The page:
My op-ed from today arguing that the proposal under consideration this Thursday reflects the best of our progressive traditions while beginning to repay our debt to the Rogers Road community:
In the coming months the Orange County BOE will be setting the early voting plan for the 2014 election cycle. Since there have been issues with the Rams' Head one-stop site, we are looking for alternatives for an early voting location that will serve Chapel Hill, and the campus community in particular.
Keeping in mind that certain factors -- parking, ADA compliance, internet access, the ability to secure the ballot box, etc. -- are mandated by statute, we would appreciate your input about sites that would best serve the students, faculty, staff and residents during the abbreviated 2014 early voting period.
Up on Monday's Town Council agenda is the next iteration of the advisory board reorganization process. I have generally supported reworking the advisory board structure to ensure that the work of citizen board members is meaningful and provides Council with the type of input they need in order to make decisions. Making advisory boards' role in development review clearer for developers, and citizens, isn't a bad idea either. But the proposal the Town Council is considering Monday night isn't ready for adoption yet. While I think the committee descriptions are reasonably sound in a broad sense, it isn't clear to me that the proposals have been fully vetted by the existing town boards to be sure that all current board responsibilities have been captured and assigned.
With another Election Day behind them, our elected officials in Orange County are now tasked to turn their attention from the challenges of the campaign trail to the challenges of governing. But following a sleepy election cycle in which all mayoral candidates ran unopposed and election results show most races were uncompetitive across the county, what message should our electeds take with them as they prepare to take their seats at the dais for new sessions?
With just 11.72% of eligible voters casting ballots in 2013, it’s unclear what message voters are sending. Was municipal turnout its lowest in over 10 years because voters simply don’t see any local issues directly affecting their lives? If so, does that mean voters are content with the status quo of the towns, which is why they didn’t get to the polls in the first place? Or are voters simply apathetic and nothing more can be discerned from the low turnout figure?
Let us know what you're seeing at the polls, chatter about the candidates, where the parties are toight, etc.
Our main question about today is: Low voter turnout, or lowest voter turnout?
I've had to remove several comments on the endorsements thread as they were not in fact endorsements. But I'm certainly interested in what y'all have to say, even the snarky stuff.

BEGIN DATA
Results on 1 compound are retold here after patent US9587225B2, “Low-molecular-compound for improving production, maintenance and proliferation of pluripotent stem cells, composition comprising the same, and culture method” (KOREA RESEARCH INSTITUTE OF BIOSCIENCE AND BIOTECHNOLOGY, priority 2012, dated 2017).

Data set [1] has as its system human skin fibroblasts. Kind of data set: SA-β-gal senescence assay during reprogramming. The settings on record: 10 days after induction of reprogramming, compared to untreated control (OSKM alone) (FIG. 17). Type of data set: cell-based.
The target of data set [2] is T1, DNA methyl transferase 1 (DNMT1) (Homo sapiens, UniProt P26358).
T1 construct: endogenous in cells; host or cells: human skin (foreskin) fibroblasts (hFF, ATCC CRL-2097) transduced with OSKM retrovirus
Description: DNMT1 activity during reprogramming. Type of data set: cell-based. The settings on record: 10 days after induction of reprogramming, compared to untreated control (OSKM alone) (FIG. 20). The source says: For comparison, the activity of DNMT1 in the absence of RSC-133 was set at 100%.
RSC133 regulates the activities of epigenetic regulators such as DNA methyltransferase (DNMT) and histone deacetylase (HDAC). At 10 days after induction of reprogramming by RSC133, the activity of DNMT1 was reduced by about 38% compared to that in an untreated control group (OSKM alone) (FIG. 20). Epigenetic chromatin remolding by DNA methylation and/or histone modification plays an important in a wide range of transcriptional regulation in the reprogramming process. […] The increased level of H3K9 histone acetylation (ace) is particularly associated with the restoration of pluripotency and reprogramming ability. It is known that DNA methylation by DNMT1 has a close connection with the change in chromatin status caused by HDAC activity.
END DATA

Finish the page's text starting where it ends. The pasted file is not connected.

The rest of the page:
The Chapel Hill Town Council race is an interesting contest this year with two incumbents and four strong challengers running for only four seats. In the past we had a "Pundit of the Year" contest to see who could best predict the results. We'll be a little less formal this year and just throw our educated guesses out there.
For example, I think Sally Greene will come in strong and that Ed Harrison will continue to hold on to his Council seat. I think George Cianciolo will have broad support, and I see a tight race between Maria Palmer and Amy Ryan for the last spot. I'm not sure which one of those will win, it may depend on who campaigns harder, and I don't have a sense of which that would be.
It's that time of year again. Early voting is already underway, and those of us who pay literally any attention to local politics are frequently asked by the rest of the world for whom they should vote.
Please share with us you're voting for and why. You may also list the people you would vote for if you lived in their districts. Do not refer in any way to to any candidates you are not supporting. You're free to critique the candidates through comments on other posts or by posting your own blog entry. In fact, you're strongly encouraged to do so!
Late this afternoon, via social media linked to a News and Observer article, came the gut punch news that beloved local restaurant Panzanella is closing. On a personal level, this is just very, very sad. Since my wife and I got married over a decade ago, we have celebrated all sorts of major life events, and perhaps most of them– graduations, birthdays, wedding anniversaries, rare visits from cherished friends, you name it – at Panzanella. With such good food, valuable relationships with local farmers, brewers, and other food producers, not to mention what has always been consistently a warm and friendly staff– this is a big surprise that nobody saw coming.
The House District 50 selection committee selected Graig Meyer to replace now-Senator Valerie Foushee as the representative for House District 50 tonight. Meyer was selected by a unanimous vote of the committee on the second ballot.
Interestingly, the committee split its votes five ways on the first round of balloting between Danielle Adams, Laurin Easthom, Meyer, Drew Nelson, and Bernadette Pelissier. Candidates Tommy McNeil and Travis Phelps received no votes. The breakdown of each committee member's votes on the first round can be seen in the table below.
It's rather interesting to me to see how the internal politics of a Democratic Party-based committee such as this one plays out, as you can see from this first round of voting.
Congratulations to Graig, and good luck in Raleigh!